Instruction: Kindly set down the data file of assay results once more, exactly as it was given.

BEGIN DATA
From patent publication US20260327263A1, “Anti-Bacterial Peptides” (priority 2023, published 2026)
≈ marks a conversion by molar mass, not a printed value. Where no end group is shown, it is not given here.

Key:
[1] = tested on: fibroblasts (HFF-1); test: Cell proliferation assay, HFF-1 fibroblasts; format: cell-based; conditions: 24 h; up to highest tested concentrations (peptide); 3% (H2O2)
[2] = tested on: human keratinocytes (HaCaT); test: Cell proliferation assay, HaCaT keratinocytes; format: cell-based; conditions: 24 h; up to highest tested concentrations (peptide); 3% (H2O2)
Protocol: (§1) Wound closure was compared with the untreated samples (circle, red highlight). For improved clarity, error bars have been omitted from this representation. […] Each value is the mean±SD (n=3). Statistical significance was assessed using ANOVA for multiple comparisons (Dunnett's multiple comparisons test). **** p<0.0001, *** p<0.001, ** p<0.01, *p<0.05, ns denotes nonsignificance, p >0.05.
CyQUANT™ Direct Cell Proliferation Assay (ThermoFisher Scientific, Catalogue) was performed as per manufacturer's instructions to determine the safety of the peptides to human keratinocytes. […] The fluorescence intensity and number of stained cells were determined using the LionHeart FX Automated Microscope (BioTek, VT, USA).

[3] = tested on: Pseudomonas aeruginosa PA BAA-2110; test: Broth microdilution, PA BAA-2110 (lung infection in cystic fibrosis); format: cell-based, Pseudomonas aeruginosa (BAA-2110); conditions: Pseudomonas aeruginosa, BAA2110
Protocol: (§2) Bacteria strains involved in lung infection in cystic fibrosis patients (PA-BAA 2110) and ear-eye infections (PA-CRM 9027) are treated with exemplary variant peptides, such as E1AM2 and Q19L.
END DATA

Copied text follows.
From patent publication US20260327263A1, “Anti-Bacterial Peptides” (priority 2023, published 2026)
≈ marks a conversion by molar mass, not a printed value. Where no end group is shown, it is not given here.

Key:
[1] = tested on: fibroblasts (HFF-1); test: Cell proliferation assay, HFF-1 fibroblasts; format: cell-based; conditions: 24 h; up to highest tested concentrations (peptide); 3% (H2O2)
[2] = tested on: human keratinocytes (HaCaT); test: Cell proliferation assay, HaCaT keratinocytes; format: cell-based; conditions: 24 h; up to highest tested concentrations (peptide); 3% (H2O2)
Protocol: (§1) Wound closure was compared with the untreated samples (circle, red highlight). For improved clarity, error bars have been omitted from this representation. […] Each value is the mean±SD (n=3). Statistical significance was assessed using ANOVA for multiple comparisons (Dunnett's multiple comparisons test). **** p<0.0001, *** p<0.001, ** p<0.01, *p<0.05, ns denotes nonsignificance, p >0.05.
CyQUANT™ Direct Cell Proliferation Assay (ThermoFisher Scientific, Catalogue) was performed as per manufacturer's instructions to determine the safety of the peptides to human keratinocytes. […] The fluorescence intensity and number of stained cells were determined using the LionHeart FX Automated Microscope (BioTek, VT, USA).

[3] = tested on: Pseudomonas aeruginosa PA BAA-2110; test: Broth microdilution, PA BAA-2110 (lung infection in cystic fibrosis); format: cell-based, Pseudomonas aeruginosa (BAA-2110); conditions: Pseudomonas aeruginosa, BAA2110
Protocol: (§2) Bacteria strains involved in lung infection in cystic fibrosis patients (PA-BAA 2110) and ear-eye infections (PA-CRM 9027) are treated with exemplary variant peptides, such as E1AM2 and Q19L.